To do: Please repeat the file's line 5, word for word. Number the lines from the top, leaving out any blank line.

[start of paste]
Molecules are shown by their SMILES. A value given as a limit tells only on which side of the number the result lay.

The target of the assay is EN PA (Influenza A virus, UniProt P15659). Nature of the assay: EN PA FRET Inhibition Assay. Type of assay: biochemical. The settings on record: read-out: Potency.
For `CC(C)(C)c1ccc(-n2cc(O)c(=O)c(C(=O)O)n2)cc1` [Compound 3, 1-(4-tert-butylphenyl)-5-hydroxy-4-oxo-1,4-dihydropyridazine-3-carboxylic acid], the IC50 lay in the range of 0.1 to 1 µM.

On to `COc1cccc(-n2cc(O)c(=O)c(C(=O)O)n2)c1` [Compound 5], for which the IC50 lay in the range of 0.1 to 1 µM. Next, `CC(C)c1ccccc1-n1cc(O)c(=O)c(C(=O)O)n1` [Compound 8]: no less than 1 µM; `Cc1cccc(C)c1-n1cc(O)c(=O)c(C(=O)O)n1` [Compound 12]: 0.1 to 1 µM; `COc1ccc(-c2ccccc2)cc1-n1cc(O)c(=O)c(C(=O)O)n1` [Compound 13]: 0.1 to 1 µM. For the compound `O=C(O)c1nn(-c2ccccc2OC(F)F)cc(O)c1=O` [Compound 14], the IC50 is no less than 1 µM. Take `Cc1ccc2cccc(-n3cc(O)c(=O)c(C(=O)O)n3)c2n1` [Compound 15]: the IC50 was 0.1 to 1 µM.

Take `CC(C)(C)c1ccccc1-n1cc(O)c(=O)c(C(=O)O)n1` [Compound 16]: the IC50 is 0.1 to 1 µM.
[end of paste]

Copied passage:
Take `CC(C)(C)c1ccccc1-n1cc(O)c(=O)c(C(=O)O)n1` [Compound 16]: the IC50 is 0.1 to 1 µM.